Tips on using the winter to plan ahead with Martin Fish - garden writer, broadcaster and advisor.
I know we are in winter and potentially we still have some very cold weather to come over the next couple of months, but there’s no harm planning ahead to spring.
In fact winter is the ideal time to plan exactly what you want to grow in the garden next year and to make sure you have everything prepared and ready to go.
At this time of the year all the seed catalogues are available and although the modern trend is to order online, I still prefer to be able to flick through the pages of the catalogues and select my flower and vegetable seeds. However, before I start to order new packets for the 2014 growing season I am going to have a good sort through my existing seed box.
As well as the seeds that I buy, I also get sent trial packets by several companies and then of course there are those free packets that are often on the cover of garden magazines.
As a result I often end up with a large selection of seed packets, some that have been opened and half the contents sown and others un-opened.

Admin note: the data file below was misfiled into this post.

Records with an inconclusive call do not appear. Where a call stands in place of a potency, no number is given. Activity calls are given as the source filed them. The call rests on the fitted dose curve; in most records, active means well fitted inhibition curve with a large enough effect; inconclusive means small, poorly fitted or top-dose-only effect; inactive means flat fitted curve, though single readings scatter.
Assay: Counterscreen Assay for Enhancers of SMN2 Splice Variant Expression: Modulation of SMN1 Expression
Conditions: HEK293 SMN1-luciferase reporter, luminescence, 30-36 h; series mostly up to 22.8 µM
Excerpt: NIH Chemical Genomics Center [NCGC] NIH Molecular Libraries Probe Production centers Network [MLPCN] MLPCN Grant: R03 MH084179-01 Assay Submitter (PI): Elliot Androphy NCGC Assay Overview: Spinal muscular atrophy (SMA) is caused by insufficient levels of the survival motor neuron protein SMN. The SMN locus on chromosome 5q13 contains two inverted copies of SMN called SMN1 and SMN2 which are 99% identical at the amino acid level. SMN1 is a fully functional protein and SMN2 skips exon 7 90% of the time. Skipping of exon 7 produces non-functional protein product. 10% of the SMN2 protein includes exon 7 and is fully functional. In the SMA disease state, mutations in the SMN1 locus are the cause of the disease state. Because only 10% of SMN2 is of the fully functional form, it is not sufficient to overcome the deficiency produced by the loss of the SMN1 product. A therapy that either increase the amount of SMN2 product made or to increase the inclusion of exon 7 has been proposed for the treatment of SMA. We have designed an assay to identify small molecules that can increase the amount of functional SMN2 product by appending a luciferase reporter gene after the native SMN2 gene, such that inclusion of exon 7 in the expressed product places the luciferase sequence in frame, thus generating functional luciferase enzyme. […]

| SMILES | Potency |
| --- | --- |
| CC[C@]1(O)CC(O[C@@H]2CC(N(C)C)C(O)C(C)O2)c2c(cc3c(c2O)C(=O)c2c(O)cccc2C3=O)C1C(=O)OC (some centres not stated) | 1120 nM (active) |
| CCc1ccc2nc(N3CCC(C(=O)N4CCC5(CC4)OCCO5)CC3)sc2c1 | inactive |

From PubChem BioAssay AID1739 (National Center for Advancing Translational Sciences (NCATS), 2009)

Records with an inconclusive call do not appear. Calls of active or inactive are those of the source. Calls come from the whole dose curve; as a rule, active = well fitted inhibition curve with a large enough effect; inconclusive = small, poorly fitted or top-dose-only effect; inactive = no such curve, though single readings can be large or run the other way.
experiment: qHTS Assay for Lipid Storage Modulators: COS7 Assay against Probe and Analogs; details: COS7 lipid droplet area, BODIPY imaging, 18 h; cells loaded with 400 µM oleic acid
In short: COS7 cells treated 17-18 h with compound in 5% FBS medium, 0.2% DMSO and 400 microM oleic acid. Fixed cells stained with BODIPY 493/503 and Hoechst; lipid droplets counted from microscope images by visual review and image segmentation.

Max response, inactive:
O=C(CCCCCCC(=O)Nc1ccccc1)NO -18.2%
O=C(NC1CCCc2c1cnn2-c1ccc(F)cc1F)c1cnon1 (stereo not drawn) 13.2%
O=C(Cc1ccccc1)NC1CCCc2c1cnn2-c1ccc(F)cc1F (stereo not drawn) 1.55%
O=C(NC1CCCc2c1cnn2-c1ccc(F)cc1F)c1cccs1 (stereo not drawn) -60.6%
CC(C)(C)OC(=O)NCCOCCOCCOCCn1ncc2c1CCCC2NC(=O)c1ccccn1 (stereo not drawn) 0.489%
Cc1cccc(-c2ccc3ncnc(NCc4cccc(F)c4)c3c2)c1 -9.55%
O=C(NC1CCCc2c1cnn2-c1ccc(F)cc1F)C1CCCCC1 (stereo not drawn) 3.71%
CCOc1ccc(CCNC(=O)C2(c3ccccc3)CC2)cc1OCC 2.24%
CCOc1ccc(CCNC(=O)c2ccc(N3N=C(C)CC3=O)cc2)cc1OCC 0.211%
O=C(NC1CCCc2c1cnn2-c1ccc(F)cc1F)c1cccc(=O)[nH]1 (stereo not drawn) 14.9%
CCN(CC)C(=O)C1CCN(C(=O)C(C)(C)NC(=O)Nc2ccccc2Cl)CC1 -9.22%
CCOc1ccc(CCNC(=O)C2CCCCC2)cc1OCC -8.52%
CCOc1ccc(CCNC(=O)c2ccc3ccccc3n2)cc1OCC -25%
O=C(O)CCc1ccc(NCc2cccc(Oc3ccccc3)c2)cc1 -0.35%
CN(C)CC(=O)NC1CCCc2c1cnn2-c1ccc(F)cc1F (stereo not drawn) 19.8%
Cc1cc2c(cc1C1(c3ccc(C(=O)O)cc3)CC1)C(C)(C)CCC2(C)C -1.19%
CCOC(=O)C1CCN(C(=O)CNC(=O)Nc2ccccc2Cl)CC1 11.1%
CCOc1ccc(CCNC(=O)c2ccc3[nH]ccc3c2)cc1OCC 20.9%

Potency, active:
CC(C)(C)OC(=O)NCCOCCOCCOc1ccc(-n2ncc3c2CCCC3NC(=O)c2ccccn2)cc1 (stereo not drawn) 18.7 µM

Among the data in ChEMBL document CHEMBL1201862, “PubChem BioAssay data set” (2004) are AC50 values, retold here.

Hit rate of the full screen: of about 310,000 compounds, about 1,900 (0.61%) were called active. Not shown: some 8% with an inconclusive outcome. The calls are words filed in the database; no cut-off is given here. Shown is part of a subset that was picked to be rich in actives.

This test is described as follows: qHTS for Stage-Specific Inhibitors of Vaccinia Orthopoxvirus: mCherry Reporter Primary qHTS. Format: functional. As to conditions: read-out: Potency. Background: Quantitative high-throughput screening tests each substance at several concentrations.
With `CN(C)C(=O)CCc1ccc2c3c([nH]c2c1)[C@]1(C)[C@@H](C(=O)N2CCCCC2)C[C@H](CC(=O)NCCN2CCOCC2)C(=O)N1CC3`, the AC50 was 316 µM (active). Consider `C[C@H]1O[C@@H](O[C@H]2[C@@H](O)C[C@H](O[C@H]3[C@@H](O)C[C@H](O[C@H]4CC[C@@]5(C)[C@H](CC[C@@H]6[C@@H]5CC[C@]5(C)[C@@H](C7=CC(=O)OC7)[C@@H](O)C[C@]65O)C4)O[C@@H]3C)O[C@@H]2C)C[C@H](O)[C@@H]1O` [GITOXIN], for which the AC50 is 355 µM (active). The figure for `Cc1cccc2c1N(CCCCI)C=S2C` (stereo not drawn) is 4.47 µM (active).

Many of the seeds can be saved for next year, especially if the packets haven’t been opened and nowadays the packets should display a sow by date.
In many cases opened packets can also be saved for another year as long as the seeds have been kept cool and dry. Seeds that don’t keep to another year once opened include primula, meconopsis and parsnips, so if you come across part packets of these they are best thrown away.
Sorting through the packets now also gives me the opportunity to get rid of things that I’m not intending to grow again.
Only when I’ve thinned down my packets of seeds will I order some new ones for next year and then I’m totally ready for spring sowing.
Jenny from Knaresborough is going to buy a cold frame for her garden and wants a few tips on the best type to buy.
A cold frame is a really useful piece of equipment for the garden and once you’ve had one you’ll never want to be without.
Their main use is to give plants a little protection from the elements and they are particularly useful in spring, autumn and for over-wintering plants.
Bear in mind that they do not give much in the way of frost protection, although they will protect plants from a light frost.
During the winter a cold frame is ideal for protecting hardy plants that need protection from heavy rain and in spring I harden off bedding plants and start vegetable plants off in a frame.
When it comes to choosing a cold frame there are several designs available.
If you want to grow salad crops that need maximum light for good growth, I would suggest a frame that is fully glazed on all sizes, plus the lid.
For over-wintering and hardening off in spring I prefer a frame with wooden sides for extra insulation.
Jobs for the week
Christmas house plants such as hippeastrum need to be kept moist at all times.
Tidy garden sheds and clean tools ready for spring.
Remember to feed the birds and supply clean drinking water.